I like my racing games, and Need for Speed: Hot Pursuit is no exception; I love it! You certainly feel the sheer speed and power of the licensed motors you’re driving and if anything, it certainly feels a lot faster than Burnout Paradise if that’s at all possible.
Need for Speed: Hot Pursuit has been two years in development by Criterion Games, the developers of the Burnout series. Whilst this latest title in the Need for Speed series is a homage of sorts to 3DO’s original Need for Speed series in the late 90s, the game also evokes memories of Burnout 2: Point of Impact for me. It really does beg the question then: where does Need for Speed begin, and Burnout end?
Well, Burnout most definitely remains the most arcade-style racer, with a bigger emphasis on crashes, takedowns and outrageous stunts. The cars in Hot Pursuit feel like they handle slightly more realistically, but still unmistakably arcade-style. The game also feels more stripped down to its bare essentials. At the end of the day, you get the opportunity to drive the world’s fastest, and most desirable licensed cars exactly how you’d want to drive them: sideways round a hairpin in the early hours of the morning with rain lashing down and lightening forking through the sky. Possibly.
Whoever approved the soundtrack for Hot Pursuit captured the tone and atmosphere of the game perfectly. Equally impressive are the visuals. Weather looks terrific, and depending where you are in Seacrest County you’ve either got sand or snow blowing across onto the highway. A neat touch. The game world is supposedly a lot bigger than Paradise City, but there’s little incentive to explore by free-roaming.
Never has a racing game just got it so spot on for me, I almost can’t describe with words the visceral excitement of blasting through a dusty desert highway at 200 mph at midday as a police helicopter roars overhead and a pursuit car rams you across the road. In Burnout Paradise there was the ‘cops N’ robbers’ add-on which was a rather lightweight affair, but Need for Speed’s a meatier game than you would expect. Criterion has mixed things up a bit, introducing as much variety as they can, with time trials, head-to-head battles and standard races. ‘Hot pursuit’ is a major component of the game, but not the only thing in it.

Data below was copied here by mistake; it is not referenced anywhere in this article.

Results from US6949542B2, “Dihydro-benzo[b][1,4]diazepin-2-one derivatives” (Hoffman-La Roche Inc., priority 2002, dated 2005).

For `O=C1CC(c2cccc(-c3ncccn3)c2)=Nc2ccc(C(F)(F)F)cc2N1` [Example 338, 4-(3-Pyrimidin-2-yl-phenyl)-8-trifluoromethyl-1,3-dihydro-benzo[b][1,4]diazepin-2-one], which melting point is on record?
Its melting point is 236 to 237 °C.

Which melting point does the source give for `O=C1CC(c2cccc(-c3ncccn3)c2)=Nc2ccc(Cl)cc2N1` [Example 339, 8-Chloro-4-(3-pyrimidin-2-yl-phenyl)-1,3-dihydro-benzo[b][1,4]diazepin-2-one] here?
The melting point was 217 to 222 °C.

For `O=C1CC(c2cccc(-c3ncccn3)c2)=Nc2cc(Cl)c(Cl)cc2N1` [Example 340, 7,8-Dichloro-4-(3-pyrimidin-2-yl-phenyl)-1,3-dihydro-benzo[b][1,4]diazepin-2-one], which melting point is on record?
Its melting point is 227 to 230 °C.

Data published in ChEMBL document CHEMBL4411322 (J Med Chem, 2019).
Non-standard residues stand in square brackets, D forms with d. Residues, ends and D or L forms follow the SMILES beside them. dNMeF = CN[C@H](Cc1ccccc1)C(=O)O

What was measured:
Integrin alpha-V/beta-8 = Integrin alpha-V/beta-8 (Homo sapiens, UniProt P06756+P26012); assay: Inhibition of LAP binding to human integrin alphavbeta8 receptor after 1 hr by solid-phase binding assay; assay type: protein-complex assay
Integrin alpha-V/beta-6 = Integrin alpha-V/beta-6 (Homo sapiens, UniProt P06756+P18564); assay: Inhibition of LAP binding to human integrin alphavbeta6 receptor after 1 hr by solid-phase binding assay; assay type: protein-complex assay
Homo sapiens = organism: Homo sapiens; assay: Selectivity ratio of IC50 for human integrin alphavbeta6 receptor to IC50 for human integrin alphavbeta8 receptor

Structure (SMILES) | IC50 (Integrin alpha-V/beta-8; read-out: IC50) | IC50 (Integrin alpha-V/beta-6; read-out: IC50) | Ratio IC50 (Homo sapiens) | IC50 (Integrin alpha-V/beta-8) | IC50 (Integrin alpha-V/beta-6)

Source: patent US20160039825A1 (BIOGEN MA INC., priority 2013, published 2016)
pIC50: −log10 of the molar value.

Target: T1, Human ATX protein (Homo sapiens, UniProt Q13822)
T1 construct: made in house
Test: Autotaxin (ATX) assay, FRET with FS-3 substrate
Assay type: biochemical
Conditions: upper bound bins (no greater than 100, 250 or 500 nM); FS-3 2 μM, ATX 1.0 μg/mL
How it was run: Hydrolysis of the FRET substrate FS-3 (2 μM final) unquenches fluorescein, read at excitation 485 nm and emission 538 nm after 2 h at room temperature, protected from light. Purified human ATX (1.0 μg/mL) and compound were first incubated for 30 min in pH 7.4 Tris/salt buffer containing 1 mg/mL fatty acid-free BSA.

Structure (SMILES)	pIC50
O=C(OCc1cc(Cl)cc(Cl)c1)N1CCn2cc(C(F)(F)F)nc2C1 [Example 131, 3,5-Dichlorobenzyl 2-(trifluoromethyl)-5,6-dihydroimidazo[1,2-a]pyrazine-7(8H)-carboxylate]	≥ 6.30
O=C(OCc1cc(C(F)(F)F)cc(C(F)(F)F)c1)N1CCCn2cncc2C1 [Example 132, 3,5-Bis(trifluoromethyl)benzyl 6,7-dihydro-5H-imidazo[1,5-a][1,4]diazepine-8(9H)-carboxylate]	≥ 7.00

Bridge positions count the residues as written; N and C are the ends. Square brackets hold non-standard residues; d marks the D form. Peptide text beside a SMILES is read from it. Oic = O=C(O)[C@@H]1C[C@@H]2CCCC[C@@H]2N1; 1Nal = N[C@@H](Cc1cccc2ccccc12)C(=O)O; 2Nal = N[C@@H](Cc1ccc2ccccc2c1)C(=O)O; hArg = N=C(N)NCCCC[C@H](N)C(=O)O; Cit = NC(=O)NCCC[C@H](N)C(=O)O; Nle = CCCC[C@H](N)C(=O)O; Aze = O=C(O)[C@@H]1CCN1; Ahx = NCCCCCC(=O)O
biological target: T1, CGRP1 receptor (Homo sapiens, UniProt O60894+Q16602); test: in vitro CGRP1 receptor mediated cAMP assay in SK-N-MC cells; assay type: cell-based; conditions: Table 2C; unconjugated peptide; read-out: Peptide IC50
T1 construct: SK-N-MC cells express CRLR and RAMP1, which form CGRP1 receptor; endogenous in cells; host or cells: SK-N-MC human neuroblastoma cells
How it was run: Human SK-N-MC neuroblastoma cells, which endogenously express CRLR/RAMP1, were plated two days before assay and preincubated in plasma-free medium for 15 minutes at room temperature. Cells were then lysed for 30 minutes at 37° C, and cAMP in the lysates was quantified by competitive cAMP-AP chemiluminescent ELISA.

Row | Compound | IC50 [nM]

Still, Hot Pursuit whilst being technically amazing, feels like it’s auditioning for something far grander. Sure, there’s plenty of replay value and you’ve got the innovate online component ‘Autolog’ where you can see stats of what your friends have achieved and much more, but there feels like there’s something missing. I suppose I’m looking for a complete racer that’s a hybrid of Burnout, Need for Speed and Race Driver: GRID. I’m not asking for much, am I?
At the other end of the spectrum, you’ve got Gran Turismo 5 which I’ve yet to play, so I’m not going to try to compare Hot Pursuit with it. Although having played Gran Turismo 5: Prologue, I can say that I personally tend to err more towards arcade-style racers. Whilst with Gran Turismo I do love taking time to indulge in tinkering with components to squeeze out faster lap times, I just don’t get the instant satisfaction that Need for Speed provides.
It’s more likely that if you love racing games, then if you like one game, you won’t like the other (this isn’t a hard and fast rule!). So, you loved Burnout, Need for Speed, Race Driver: GRID? Then you’ll love Hot Pursuit! Highly recommended.
2 thoughts on “Hands-on with Need for Speed: Hot Pursuit”
You have pretty much echoed my thoughts on the game, the multiplayer is fun but will be even better with people you know. I’m a bit addicted to Autolog now though….
Exactly! Autolog blurs the distinction between offline and online. I’m finding each race tense because I’m not only trying to come first in a race and achieve gold, but I’m also trying to beat a friend’s personal best on the lap via the Autolog Recommendation.
Fun and challenging!